SHAYYALAH AL-IMAM, Iraq (Reuters) - As mortar bombs landed ever closer, Sunni tribal fighters preparing to attack Islamic State seemed more preoccupied by the failures of Iraq’s political class than the militants trying to kill them.
The men - and one woman - from the Lions of the Tigris unit gathered on Wednesday in Shayyalah al-Imam, a village near Mosul, with some of their leaders expressing deep distrust of the politicians and saying Iraq’s governance must change once Islamic State is defeated.
“Iraq needs serious reforms,” said Sheikh Mohammed al-Jibouri, the top commander of the tribesmen. “Only serious reforms will lead to the unity of Iraq.”
The unit is part of the Popular Mobilisation Committee, or Hashid Shaabi, which was formed to take on Islamic State after the hardline Sunni group swept through northern Iraq in 2014, facing little resistance from the army.
Hashid Shaabi is mostly comprised of Shi‘ites but there are also Sunnis, such as the 655-strong Lions of the Tigris unit.
Their efforts along with government soldiers to capture several villages are part of an offensive to oust Islamic State from its stronghold of Mosul, Iraq’s second largest city.
On the surface, their participation lends credibility to the Shi‘ite-led government in Baghdad, accused by Sunnis of marginalising their minority community. It denies the accusation.
Prime Minister Haider al-Abadi has been struggling to persuade Sunni tribesmen who helped U.S. forces defeat Al Qaeda during the 2003-11 occupation to join the battle against Islamic State. He has declared a war on corruption in government and army but faces resistance.
The show of force in Shayyalah al-Imam points to progress, with soldiers and tribesmen standing side-by-side.
But some of the men doubted the politicians have the resolve or desire to unify Iraq, gripped by sectarian bloodshed since the U.S.-led invasion toppled Saddam Hussein.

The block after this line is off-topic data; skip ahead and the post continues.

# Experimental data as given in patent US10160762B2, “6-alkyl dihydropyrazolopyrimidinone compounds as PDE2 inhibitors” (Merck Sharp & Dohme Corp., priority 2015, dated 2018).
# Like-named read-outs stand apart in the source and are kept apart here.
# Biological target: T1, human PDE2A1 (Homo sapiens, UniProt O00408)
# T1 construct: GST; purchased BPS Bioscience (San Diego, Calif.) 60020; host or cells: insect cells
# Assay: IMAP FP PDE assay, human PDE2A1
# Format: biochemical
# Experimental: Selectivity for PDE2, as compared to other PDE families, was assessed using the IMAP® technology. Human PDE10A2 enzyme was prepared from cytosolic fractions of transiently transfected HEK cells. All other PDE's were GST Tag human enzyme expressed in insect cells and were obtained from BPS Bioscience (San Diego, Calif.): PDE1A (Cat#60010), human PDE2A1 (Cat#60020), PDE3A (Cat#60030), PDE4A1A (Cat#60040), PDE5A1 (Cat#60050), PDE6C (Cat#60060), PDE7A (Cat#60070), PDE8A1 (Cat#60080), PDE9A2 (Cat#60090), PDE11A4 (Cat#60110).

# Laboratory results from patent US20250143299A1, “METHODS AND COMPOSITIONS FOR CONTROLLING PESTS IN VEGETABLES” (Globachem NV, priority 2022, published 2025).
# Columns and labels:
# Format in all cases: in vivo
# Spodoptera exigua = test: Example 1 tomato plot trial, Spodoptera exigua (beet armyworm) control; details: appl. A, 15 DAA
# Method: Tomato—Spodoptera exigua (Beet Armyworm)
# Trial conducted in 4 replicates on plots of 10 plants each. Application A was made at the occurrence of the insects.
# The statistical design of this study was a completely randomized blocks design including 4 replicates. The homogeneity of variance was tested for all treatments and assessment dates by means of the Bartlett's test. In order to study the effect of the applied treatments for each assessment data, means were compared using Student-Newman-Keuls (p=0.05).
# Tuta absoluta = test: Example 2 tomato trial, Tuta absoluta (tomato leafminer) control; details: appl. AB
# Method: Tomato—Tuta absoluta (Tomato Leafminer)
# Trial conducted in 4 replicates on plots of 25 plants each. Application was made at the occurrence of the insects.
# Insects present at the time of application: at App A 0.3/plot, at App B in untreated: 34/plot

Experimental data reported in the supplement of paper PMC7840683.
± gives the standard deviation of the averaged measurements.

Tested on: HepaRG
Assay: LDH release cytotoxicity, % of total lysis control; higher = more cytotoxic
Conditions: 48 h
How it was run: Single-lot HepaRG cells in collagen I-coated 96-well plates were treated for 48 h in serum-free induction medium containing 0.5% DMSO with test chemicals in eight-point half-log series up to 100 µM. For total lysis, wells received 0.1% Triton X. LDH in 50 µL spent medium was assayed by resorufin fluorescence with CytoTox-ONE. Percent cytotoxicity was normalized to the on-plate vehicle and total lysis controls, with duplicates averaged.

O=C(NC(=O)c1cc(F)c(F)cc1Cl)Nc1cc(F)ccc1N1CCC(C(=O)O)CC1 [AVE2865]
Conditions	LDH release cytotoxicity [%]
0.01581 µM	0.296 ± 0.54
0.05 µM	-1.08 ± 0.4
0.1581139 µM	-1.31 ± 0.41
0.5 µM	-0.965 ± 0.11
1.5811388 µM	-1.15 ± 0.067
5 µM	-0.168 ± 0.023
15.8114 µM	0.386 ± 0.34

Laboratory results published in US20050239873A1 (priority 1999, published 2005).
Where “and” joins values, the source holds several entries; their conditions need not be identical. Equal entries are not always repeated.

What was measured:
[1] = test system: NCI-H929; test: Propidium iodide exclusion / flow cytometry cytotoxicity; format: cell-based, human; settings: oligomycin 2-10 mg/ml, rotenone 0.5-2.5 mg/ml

Another tribal commander, Abdel Rahman Ali, even saw Islamic State as part of an elaborate plot to weaken Sunnis, underlining the pervasive mistrust in Iraq.
“Everyone knows Islamic State will be defeated. The conspiracy was designed to hurt Iraq, especially Sunnis, after we liberate Mosul,” he told Reuters. “Our own politicians are behind it.”
Officials have said the Mosul offensive, the biggest ground operation since 2003, could make or break Iraq. If it inflames sectarian tensions in the predominantly Sunni city, the fighting could lead to Iraq’s partition, they warn.
But if the campaign goes smoothly and a new administration in Mosul is seen as non-sectarian, that could help the country to unite.
Ali said federalism modelled on the autonomous Kurdish region in northern Iraq is the best option, even though that has created friction with Baghdad over oil resources.
Like many Sunnis, the minority who dominated under Saddam and then watched the majority Shi‘ites rise to power, he is disillusioned with a governing system that allocates posts according to sects. Sunnis themselves are divided and lack a strong leadership, adding to Iraq’s fragmentation.
As the men spoke, Islamic State militants fired more mortar bombs towards their unit. One day earlier, suicide bombers attacked the area, a collection of bland cement houses choked by dust, overlooking the desert.
A few hundred metres away, soldiers stood on a rooftop, focused on two suspected car bombs in the distance.
Nashwan Sahn, a Sunni tribesmen who has been fighting Islamist militants in Iraq for 11 years, taking on al Qaeda and then Islamic State, kept warm at a small campfire where freshly-slaughtered chickens had been barbecued. A few raw livers lay scattered on a tray. Beside him was a Shi‘ite soldier.
Both said they support Iraqi unity but neither had any faith in the politicians to manage the sectarian tensions which provoked a civil war in 2006-2007.
“Federalism would be good but only if we have good leaders,” said Sahn, who criticised all politicians including fellow Sunnis. “We liberate these villages where Sunnis live. Yet Sunni politicians who have constituents here have never visited us at the frontline.”
Miaad Madaad, the only female member of the Lions of the Tigris, clutched an AK-47 assault rifle and vowed to defeat Islamic State. “The last time they came to my house and threatened me I threw rocks at them and called them dogs,” she said proudly.
Islamic State militants beheaded her father-in-law and brother-in-law. But her story illustrates the sectarian and ethnic complexities and mistrust facing Iraq.
When she and her husband fled to the relatively stable Kurdish region earlier this year, he was arrested by Kurdish fighters who suspected him of being an Islamic State fighter.
editing by David Stamp